which had been wrought on their behalf. Dismantled castles and ruined abbeys in
our own land stand as memorials of the Lord's victories over oppression and
superstition. May there soon be more of such desolations.
"Ye gloomy piles, ye tombs of living men,
Ye sepulchres of womanhood, or worse;
Ye refuges of lies, soon may ye fall,
And amid your ruins may the owl, and bat,
And dragon find congenial resting place."
Verse 9. He maketh wars to cease unto the end of the earth.
His voice quiets the tumult of war, and calls for the silence of peace. However
remote and barbarous the tribe, he awes the people into rest. He crushes the
great powers till they cannot provoke strife again; he gives his people profound
repose. He breaketh the bow, the sender of swift winged death he renders
useless. And cutteth the spear in sunder --the lance of the mighty
man he shivers. He burneth the chariot in the fire --the proud war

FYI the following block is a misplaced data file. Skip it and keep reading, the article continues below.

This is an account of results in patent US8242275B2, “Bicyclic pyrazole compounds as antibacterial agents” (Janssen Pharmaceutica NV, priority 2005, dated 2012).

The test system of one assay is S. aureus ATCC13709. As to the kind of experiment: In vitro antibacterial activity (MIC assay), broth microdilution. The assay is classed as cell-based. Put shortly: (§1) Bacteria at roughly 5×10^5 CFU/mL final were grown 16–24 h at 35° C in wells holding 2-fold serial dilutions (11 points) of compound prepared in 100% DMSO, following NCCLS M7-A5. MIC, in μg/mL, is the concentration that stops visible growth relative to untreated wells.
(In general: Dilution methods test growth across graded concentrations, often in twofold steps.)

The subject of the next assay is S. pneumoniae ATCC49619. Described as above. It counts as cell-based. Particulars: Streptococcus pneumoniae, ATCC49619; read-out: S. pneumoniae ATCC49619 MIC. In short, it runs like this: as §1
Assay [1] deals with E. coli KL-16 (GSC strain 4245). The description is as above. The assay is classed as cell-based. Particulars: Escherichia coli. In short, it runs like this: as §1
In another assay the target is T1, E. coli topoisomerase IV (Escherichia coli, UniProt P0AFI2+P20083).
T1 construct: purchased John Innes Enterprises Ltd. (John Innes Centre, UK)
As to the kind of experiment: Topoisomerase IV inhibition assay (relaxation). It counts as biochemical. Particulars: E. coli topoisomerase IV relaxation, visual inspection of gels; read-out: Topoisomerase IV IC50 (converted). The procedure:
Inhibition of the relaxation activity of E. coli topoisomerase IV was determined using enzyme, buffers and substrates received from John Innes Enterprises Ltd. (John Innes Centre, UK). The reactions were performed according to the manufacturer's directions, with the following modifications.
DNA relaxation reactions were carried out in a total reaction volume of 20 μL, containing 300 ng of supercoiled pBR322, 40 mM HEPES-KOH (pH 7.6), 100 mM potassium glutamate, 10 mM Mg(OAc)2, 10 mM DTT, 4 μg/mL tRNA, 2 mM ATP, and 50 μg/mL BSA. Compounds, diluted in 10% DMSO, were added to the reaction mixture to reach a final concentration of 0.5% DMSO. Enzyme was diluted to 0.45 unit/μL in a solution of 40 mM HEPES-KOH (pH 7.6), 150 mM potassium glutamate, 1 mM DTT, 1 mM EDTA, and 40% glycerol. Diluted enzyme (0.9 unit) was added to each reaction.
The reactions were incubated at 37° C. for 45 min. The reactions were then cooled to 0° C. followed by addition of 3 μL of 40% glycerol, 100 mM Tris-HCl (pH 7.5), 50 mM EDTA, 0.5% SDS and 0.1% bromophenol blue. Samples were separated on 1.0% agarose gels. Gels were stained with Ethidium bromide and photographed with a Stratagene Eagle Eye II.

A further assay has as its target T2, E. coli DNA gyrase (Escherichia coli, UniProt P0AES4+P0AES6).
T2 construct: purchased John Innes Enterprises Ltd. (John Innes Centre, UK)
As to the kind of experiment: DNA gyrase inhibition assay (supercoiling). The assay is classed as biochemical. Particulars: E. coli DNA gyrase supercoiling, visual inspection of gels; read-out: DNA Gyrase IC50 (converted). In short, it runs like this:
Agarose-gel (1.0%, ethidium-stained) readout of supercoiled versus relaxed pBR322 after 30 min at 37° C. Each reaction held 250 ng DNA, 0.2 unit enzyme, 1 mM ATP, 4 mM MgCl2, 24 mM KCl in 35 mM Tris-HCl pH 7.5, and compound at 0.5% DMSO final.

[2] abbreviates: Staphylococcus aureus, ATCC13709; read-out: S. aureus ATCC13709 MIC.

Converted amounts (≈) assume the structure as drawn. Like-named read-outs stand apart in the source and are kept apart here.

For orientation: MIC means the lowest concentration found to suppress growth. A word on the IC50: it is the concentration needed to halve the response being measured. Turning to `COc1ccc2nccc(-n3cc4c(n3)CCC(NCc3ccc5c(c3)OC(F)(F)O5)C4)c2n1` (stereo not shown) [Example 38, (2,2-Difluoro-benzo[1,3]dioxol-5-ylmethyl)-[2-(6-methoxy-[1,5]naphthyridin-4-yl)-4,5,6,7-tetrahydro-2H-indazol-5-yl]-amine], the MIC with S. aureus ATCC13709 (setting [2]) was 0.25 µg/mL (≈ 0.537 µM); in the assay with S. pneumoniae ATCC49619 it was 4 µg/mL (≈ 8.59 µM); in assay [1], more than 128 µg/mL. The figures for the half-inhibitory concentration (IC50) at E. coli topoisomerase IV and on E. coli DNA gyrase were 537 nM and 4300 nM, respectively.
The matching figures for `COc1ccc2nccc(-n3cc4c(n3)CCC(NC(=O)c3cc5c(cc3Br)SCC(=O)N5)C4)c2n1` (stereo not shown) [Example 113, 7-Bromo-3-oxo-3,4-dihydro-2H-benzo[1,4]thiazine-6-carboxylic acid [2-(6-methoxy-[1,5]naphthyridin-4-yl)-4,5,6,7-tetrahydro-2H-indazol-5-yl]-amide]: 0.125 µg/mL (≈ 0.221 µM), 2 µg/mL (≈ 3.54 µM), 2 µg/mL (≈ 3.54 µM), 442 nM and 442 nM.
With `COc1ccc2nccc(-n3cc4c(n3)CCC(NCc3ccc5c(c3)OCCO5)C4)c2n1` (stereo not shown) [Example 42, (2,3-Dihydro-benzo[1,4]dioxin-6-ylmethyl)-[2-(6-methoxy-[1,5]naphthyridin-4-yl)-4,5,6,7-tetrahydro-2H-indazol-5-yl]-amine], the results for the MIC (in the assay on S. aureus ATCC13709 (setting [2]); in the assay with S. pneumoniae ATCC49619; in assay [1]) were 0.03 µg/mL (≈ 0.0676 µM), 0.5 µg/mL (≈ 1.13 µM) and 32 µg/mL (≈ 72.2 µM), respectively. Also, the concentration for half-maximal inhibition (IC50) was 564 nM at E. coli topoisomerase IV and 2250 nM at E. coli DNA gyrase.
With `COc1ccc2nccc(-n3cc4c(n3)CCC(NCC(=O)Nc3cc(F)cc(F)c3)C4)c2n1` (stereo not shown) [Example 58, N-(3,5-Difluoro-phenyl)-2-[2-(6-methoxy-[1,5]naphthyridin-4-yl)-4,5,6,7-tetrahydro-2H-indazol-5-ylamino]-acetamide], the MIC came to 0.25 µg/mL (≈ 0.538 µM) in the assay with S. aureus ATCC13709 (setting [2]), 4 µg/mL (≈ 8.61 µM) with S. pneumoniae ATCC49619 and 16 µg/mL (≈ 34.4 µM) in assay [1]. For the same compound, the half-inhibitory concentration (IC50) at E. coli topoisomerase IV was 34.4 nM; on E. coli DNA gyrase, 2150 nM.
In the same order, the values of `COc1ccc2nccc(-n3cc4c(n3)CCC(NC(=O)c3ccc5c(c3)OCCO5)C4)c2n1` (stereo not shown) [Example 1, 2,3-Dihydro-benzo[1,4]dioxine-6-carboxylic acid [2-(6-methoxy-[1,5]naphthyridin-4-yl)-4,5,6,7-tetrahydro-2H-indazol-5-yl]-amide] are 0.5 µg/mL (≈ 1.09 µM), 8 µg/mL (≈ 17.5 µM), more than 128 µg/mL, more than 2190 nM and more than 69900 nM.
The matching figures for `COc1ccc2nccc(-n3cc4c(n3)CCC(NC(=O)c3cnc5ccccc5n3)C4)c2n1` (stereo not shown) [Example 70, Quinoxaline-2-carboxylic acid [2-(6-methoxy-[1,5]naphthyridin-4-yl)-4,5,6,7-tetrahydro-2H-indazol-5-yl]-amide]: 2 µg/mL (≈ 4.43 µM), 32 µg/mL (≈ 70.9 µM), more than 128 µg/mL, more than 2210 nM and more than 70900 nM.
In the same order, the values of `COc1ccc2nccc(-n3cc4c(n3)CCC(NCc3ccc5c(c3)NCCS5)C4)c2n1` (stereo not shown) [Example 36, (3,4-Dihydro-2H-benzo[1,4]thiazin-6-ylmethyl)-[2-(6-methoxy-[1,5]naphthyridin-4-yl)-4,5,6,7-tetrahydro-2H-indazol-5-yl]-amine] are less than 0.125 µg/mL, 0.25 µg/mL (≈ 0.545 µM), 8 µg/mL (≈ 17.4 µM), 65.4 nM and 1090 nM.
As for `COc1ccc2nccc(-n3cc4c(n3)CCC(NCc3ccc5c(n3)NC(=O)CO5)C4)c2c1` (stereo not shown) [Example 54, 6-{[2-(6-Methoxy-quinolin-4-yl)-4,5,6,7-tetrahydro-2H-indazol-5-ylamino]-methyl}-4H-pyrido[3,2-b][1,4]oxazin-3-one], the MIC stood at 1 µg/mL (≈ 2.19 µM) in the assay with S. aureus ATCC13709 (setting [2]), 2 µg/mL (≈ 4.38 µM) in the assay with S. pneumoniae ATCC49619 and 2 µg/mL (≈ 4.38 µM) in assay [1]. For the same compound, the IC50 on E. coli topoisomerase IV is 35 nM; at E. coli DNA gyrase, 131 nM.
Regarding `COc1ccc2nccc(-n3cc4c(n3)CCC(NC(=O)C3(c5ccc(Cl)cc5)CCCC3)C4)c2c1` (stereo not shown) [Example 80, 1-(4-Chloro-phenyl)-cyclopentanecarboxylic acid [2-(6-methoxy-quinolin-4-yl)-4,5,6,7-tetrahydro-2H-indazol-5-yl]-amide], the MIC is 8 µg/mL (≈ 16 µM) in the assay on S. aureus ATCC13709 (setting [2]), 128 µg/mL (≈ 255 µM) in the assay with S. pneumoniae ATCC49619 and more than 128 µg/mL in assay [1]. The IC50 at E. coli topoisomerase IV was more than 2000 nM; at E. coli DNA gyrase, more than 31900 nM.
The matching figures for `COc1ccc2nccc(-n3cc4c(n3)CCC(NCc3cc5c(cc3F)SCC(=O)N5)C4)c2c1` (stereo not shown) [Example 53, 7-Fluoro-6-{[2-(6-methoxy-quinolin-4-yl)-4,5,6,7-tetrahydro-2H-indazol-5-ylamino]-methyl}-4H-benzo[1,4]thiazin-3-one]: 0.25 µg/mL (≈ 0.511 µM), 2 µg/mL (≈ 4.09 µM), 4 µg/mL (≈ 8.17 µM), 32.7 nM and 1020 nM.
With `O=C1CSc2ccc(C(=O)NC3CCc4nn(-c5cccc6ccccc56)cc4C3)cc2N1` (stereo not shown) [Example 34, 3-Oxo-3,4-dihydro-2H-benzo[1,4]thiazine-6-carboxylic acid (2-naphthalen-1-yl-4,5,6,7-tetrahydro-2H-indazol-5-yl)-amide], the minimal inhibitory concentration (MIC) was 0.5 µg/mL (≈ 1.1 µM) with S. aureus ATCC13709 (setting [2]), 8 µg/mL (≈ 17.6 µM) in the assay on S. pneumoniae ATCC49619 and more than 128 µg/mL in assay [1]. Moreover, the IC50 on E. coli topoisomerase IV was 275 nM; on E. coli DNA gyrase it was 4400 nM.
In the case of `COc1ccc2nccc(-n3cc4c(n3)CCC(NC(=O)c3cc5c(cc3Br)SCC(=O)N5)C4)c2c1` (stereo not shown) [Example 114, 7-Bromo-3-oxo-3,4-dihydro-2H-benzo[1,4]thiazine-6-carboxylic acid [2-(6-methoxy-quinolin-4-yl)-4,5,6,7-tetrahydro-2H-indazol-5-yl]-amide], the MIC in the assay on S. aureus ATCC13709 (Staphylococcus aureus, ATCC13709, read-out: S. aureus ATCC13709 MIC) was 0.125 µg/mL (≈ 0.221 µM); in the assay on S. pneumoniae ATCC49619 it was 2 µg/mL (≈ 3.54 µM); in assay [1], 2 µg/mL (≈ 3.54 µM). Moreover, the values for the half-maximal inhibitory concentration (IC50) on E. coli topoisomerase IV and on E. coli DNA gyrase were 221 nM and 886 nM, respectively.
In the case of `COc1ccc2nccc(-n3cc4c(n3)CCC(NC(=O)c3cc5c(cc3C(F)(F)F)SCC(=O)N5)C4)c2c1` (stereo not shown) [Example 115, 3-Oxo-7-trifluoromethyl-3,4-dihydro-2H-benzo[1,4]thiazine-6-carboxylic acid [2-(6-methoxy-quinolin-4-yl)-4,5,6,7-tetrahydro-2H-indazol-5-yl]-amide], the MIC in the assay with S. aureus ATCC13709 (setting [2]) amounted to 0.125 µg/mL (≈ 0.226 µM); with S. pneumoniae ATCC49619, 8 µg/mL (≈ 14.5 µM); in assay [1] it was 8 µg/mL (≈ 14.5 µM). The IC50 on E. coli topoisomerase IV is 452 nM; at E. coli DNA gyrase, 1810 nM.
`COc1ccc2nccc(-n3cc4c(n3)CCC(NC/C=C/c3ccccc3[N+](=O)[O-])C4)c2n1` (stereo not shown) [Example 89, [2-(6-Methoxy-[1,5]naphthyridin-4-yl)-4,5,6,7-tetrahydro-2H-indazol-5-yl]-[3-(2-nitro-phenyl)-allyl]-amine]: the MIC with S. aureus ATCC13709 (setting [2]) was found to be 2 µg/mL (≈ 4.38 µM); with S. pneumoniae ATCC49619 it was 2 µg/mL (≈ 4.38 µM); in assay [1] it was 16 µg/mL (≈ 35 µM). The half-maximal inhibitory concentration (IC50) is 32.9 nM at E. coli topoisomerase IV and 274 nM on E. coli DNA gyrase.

chariot with its death dealing scythes he commits to the flames. All sorts of
weapons he piles heaps on heaps, and utterly destroys them. So was it in Judea
in the days of yore, so shall it be in all lands in eras yet to come. Blessed
deed of the Prince of Peace! when shall it be literally performed? Already the
spiritual foes of his people are despoiled of their power to destroy; but when
shall the universal victory of peace be celebrated, and instruments of wholesale
murder be consigned to ignominious destruction? How glorious will the ultimate
victory of Jesus be in the day of his appearing, when every enemy shall lick the
Verse 10. Be still, and know that I am God. Hold off your
hands, ye enemies! Sit down and wait in patience, ye believers! Acknowledge that
Jehovah is God, ye who feel the terrors of his wrath! Adore him, and him only,
ye who partake in the protection of his grace. Since none can worthily proclaim
his nature, let "expressive silence muse his praise." The boasts of the ungodly
and the timorous forebodings of the saints should certainly be hushed by a sight